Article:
disarmament orders against only 18.
And of those 18, only five have
been served with the orders so far.
See SETTLERS, Page 7


Phil Tepley operates a heavy machine at The Daily Grind Flour Mill yesterday. The
50 pounds of organic flour at a time.

machine bags

80 candidates vie for
24 MSA rep positions

Jury finds former SAPAC
employee guilty on 1 count

Students this year will have to
search a long list of names to
select their favorite candidate for
brepresentative to the Michigan
Student Assembly.
In the March 22-23 election,
students will
have to
among 80
for 24 open
"I'm cer-
tainly happy
that a lot of
people are
interested in running for MSA
and I think the more candidates,
the better," said MSA Vice Presi-

dent Brian Kight.
The number of candidates this
year marks a 15-person increase
over the elections last March when
65 students ran for representative
Kight said he sees the increase
in candidates as significant for the
"I think it's more than just a
random fluctuation in the number
of people running," Kight said. "If
people weren't interested in MSA,
they wouldn't be running."
But voters will not have to get
to know all 80 candidates since
students elect representatives from
their own schools or colleges.
Five parties - the DO Party,
the Outsider Party, the Students'
Party, the Michigan Party and the
Protest Party - will run candi-
dates for representative.

A jury Friday afternoon concluded that
Michelle Brooks took University money with-
out voluntarily returning it. However, the jury
was not certain that Brooks intended to per-
manently cheat the school, and found her not
guilty on one count of larceny by conversion.
Brooks was an employee of the Sexual
Assault Prevention and Awareness Center
(SAPAC). As part of her job, she took promo-
tional trips to various parts of the country. She
and her immediate superior, Bernstein Oliver,
received cash advances for these excursions.
Sometimes the trips were cancelled, but the
money was never returned.
At Brooks's trial last Thursday and Friday
at Washtenaw County Courthouse, Brooks
was accused of embezzling a total of $2,900
- $850 of which was returned from her
paychecks, in accordance with University

She testified that she had tried to return
more of the money but did not know the
proper procedure for doing so.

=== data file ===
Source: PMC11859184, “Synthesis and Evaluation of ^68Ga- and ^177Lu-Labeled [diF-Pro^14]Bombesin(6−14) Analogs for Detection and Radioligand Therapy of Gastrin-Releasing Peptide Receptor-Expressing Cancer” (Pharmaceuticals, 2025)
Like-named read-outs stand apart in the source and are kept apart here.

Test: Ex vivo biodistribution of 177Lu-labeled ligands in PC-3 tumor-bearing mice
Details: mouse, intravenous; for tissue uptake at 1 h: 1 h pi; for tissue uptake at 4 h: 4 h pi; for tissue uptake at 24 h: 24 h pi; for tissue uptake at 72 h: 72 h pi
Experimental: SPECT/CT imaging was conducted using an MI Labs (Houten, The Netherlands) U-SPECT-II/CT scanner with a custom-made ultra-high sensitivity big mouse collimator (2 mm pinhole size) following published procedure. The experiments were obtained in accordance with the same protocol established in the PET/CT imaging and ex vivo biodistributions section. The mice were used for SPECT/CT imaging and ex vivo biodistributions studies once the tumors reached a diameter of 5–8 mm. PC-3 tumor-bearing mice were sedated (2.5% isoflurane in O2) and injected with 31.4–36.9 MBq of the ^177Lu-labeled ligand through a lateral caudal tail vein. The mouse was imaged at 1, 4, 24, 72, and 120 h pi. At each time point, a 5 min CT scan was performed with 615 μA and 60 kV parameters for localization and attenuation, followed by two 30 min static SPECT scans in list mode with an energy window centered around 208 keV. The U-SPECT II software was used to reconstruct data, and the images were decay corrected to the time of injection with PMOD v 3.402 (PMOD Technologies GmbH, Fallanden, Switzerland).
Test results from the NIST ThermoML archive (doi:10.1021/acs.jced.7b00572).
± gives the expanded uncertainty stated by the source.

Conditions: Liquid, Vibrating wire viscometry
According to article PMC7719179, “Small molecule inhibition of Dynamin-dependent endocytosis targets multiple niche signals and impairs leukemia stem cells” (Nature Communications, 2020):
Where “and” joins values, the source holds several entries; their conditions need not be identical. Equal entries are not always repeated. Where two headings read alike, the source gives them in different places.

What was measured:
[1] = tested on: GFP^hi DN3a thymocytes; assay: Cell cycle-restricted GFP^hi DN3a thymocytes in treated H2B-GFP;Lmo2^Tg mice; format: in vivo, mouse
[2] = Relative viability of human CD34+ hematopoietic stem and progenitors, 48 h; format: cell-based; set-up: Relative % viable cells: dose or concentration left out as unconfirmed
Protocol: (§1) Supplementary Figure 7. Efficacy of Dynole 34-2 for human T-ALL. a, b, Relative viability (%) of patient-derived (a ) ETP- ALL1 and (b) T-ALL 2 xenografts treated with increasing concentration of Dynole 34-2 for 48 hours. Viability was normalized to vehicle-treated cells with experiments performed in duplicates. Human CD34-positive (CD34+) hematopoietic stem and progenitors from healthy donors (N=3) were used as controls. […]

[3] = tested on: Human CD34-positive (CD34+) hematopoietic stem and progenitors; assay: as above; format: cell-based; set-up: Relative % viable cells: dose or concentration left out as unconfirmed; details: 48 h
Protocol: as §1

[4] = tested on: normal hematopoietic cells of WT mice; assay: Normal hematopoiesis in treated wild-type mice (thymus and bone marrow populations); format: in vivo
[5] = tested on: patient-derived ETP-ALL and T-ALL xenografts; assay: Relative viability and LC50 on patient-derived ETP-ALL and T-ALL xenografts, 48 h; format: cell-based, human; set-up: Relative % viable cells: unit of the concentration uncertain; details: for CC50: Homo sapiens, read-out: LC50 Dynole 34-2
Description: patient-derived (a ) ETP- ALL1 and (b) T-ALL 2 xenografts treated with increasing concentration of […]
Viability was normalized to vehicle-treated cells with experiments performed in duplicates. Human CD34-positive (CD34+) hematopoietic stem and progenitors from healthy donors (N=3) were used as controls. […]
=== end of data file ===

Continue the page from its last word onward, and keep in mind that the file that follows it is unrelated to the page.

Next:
Brooks testified concerning one of her
non-existent trips, "I gave (Oliver) the stuff
she was supposed to turn in, and I thought that
was the end of it. ... As far as I knew, this was
the money to pay back the cash advance."
Brooks admitted to using some of the
money to pay off her "six or seven" charge
cards. She also said that she had allowed
Oliver to use the cards as a favor.
Oliver has pleaded no contest to embezzle-
ment charges.
Debi Cain, the director of SAPAC, said
that she met with Brooks two times. At these
meetings, Cain said she made clear to Brooks
that returning the money would not preclude
a criminal trial.
Although Brooks was acquitted, the Uni-
versity has the right to collect its money, and
See BROOKS, Page 2

The Michigan Party will put
21 candidates on the ballot for
representative and the Students'
Party will run 12 candidates.
Both the Michigan Party and
the Students' Party ran candidates
in last fall's election.
The DO Party, the Outsider
Party and the Protest Party are new
to the MSA scene.
Three candidates for represen-

tative will run under the DO Party,
19 will run under the Outsider Party
and five will run under the Protest
The remaining 20 candidates
will be on the ballot as indepen-
Rackham Rep. Roger DeRoo
said he is glad to see the large
amount of candidates.
See MSA, Page 2 I

Duderstadt praises mentorship program, reminisces

Remembering his own days in an
intimidating university, President
James J. Duderstadt commended the
University Mentorship Program ef-

started looking through a catalog to
find a school, I thought Yale was ... in
Duderstadt also recognized con-
cerns of students at the University.
"Michigan education is one of those

Participants in the program
warmly reacted to Duderstadt.
"With (Duderstadt) speaking to-
day, it makes us feel even better (about
the University) because you know
that your faculty and staff is there for.

with her mentorship group. "I have a
very mixed group with very different
interests. The only thing they have in
common is they're freshmen."
"Every year, (the program) gets
stronger and stronger," LSA senior